The foreign currency reserves of Japan fell by a record $54 billion to $1.238 trillion at the end of September, after the first intervention in 24 years to stop the yen's rapid depreciation, Finance Ministry data showed Friday.
The U.S. Treasurys decreased to $985.27 billion from $1.036 trillion at the end of August, marking the largest decline for a month. Deposits were almost unaffected by $136.11bn.
Japan's foreign currency reserves fell to their lowest level since March 2017, after the largest month-on-month drop of $54 billion.
Finance Minister Shunichi Suzuki said that the government's intervention on Sept. 22, which likely cost an additional 2.84 trillion yen $20 billion, had a certain effect and was a warning to speculators who were behind the yen's slump to its 24 year low against the U.S. dollar.
Market watchers said deposits can be tapped for immediate use in stepping into the market. There is a limit to what they can do with foreign reserves if the intervention by Japanese authorities is short-lived.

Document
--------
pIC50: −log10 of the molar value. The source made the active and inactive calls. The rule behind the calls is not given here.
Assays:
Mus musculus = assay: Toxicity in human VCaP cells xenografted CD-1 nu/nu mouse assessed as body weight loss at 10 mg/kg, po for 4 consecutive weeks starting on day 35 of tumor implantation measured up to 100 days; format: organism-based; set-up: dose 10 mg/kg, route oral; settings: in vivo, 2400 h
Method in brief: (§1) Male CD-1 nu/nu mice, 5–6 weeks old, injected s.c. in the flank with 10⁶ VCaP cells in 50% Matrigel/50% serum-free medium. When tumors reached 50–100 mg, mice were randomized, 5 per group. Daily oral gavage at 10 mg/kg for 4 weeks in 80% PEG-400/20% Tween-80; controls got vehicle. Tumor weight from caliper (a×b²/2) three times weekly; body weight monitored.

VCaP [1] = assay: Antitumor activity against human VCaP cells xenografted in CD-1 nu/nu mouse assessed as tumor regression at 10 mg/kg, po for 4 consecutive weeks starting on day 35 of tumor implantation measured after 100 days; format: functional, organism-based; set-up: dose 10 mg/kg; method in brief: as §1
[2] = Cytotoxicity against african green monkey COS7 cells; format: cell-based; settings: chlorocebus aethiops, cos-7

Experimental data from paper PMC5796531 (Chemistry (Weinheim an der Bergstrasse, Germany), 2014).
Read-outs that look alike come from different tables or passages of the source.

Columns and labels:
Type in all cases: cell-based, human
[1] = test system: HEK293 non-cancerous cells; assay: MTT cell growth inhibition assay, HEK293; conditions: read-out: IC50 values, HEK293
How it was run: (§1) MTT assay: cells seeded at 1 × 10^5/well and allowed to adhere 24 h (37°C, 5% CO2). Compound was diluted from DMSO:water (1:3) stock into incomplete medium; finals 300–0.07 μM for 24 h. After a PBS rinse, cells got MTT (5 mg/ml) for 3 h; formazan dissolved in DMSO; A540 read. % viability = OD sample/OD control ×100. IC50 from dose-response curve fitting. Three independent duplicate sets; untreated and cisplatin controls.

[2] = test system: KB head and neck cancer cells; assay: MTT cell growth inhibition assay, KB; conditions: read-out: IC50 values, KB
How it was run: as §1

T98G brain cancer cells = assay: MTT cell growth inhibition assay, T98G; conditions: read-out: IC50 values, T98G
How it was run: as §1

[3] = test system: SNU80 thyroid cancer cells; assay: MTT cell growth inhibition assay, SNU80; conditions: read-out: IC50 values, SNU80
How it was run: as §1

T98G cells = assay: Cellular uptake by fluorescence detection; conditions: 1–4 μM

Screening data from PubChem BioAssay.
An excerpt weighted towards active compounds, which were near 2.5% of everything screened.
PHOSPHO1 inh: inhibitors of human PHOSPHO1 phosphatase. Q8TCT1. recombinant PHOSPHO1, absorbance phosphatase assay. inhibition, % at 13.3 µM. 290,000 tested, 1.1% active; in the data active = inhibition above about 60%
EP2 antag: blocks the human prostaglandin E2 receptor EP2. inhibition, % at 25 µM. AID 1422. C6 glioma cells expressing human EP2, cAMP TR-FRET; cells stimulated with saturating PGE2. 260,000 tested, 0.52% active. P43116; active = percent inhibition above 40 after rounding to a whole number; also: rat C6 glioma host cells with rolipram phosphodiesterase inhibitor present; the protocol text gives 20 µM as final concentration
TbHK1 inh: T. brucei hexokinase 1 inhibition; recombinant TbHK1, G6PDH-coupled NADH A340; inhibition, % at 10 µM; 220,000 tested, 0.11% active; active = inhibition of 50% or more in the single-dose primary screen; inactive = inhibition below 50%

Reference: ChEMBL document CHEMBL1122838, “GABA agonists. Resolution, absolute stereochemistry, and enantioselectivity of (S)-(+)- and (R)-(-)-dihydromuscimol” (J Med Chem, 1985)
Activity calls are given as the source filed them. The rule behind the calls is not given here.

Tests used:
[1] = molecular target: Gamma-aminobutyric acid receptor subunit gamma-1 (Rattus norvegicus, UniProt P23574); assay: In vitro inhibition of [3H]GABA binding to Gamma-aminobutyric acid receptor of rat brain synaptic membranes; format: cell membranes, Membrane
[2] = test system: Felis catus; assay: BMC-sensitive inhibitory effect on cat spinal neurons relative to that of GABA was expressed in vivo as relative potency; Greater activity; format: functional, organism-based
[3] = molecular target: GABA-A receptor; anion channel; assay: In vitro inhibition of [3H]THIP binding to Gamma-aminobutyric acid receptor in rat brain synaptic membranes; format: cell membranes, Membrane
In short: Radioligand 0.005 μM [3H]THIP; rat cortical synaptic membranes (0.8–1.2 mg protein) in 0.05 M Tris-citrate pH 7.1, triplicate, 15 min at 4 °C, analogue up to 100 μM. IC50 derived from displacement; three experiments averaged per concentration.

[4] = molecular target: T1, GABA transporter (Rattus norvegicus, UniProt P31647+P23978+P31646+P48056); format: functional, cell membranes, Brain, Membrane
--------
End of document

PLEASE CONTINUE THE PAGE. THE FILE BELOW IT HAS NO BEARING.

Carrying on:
I've never felt our ammunition for intervention is limited, said Masato Kanda, vice-finance minister for international affairs. He said there were various ways to prevent such a scenario.
The Finance Ministry did not disclose which assets were used for the recent intervention.
When Japan intervened in late September, the U.S. dollar dropped by around 5 yen in a short span of time from the 145 yen zone. It rebounded after trading above the psychologically important 145 yen line on Friday, despite caution about another intervention.
The yen's weakness comes amid the possibility that the monetary policies of Japan and the United States will differ on each other.
The cheaper yen is seen as a boon to exporters as it boosts their overseas profits in yen terms. It also inflates import costs, a headache for resource-poor Japan at a time of surging fuel costs and raw material prices blamed for Russia's war in Ukraine.